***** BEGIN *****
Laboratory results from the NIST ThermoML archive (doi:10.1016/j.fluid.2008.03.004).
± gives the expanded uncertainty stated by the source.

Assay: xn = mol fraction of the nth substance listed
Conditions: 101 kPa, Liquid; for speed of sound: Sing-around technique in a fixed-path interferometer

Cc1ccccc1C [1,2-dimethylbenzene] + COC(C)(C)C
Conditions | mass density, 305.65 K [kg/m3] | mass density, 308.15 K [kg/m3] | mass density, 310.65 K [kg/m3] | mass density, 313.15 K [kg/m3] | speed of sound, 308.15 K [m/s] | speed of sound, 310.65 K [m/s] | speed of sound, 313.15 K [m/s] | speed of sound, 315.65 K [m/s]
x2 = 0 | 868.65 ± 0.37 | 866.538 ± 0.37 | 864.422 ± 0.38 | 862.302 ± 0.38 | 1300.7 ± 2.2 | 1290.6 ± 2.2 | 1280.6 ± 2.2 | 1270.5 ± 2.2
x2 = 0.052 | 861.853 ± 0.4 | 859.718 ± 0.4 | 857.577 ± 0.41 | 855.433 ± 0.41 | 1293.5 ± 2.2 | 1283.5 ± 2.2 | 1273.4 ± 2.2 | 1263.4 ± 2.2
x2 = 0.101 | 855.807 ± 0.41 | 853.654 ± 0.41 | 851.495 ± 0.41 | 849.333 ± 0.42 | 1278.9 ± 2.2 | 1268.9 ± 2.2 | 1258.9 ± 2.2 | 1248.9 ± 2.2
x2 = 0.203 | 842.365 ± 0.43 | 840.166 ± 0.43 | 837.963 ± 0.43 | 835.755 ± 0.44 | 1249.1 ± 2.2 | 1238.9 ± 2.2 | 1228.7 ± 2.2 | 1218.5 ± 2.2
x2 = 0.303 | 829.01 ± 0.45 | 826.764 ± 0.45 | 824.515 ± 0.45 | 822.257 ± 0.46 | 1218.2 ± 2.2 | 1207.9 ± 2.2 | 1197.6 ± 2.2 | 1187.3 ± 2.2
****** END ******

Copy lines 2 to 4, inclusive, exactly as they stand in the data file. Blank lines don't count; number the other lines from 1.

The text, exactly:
± gives the expanded uncertainty stated by the source.

Assay: xn = mol fraction of the nth substance listed
Conditions: 101 kPa, Liquid; for speed of sound: Sing-around technique in a fixed-path interferometer